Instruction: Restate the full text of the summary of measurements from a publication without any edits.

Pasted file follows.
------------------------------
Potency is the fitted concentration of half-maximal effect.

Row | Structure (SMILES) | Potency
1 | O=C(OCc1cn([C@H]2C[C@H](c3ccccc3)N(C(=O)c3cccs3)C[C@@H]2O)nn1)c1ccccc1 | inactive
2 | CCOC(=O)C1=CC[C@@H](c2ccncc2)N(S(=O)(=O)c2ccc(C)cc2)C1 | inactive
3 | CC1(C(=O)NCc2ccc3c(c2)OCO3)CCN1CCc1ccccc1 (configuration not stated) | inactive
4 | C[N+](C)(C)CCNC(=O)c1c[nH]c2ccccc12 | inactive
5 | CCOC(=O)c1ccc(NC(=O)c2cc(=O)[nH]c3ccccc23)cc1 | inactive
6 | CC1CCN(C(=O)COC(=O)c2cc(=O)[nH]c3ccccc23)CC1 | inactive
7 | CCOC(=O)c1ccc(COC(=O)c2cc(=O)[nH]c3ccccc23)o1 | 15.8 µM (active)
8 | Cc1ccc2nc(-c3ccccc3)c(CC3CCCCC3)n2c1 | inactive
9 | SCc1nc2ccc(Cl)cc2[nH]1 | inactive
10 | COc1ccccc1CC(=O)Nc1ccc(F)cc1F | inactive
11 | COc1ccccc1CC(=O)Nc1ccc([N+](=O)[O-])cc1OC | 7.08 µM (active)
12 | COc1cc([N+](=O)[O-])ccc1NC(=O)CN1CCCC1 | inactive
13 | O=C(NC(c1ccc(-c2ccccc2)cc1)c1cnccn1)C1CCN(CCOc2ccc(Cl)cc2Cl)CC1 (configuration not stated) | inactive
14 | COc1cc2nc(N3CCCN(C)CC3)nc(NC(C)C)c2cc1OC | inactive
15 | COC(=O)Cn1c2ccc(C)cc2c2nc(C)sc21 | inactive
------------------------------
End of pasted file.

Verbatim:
Potency is the fitted concentration of half-maximal effect.

Row | Structure (SMILES) | Potency
1 | O=C(OCc1cn([C@H]2C[C@H](c3ccccc3)N(C(=O)c3cccs3)C[C@@H]2O)nn1)c1ccccc1 | inactive
2 | CCOC(=O)C1=CC[C@@H](c2ccncc2)N(S(=O)(=O)c2ccc(C)cc2)C1 | inactive
3 | CC1(C(=O)NCc2ccc3c(c2)OCO3)CCN1CCc1ccccc1 (configuration not stated) | inactive
4 | C[N+](C)(C)CCNC(=O)c1c[nH]c2ccccc12 | inactive
5 | CCOC(=O)c1ccc(NC(=O)c2cc(=O)[nH]c3ccccc23)cc1 | inactive
6 | CC1CCN(C(=O)COC(=O)c2cc(=O)[nH]c3ccccc23)CC1 | inactive
7 | CCOC(=O)c1ccc(COC(=O)c2cc(=O)[nH]c3ccccc23)o1 | 15.8 µM (active)
8 | Cc1ccc2nc(-c3ccccc3)c(CC3CCCCC3)n2c1 | inactive
9 | SCc1nc2ccc(Cl)cc2[nH]1 | inactive
10 | COc1ccccc1CC(=O)Nc1ccc(F)cc1F | inactive
11 | COc1ccccc1CC(=O)Nc1ccc([N+](=O)[O-])cc1OC | 7.08 µM (active)
12 | COc1cc([N+](=O)[O-])ccc1NC(=O)CN1CCCC1 | inactive
13 | O=C(NC(c1ccc(-c2ccccc2)cc1)c1cnccn1)C1CCN(CCOc2ccc(Cl)cc2Cl)CC1 (configuration not stated) | inactive
14 | COc1cc2nc(N3CCCN(C)CC3)nc(NC(C)C)c2cc1OC | inactive
15 | COC(=O)Cn1c2ccc(C)cc2c2nc(C)sc21 | inactive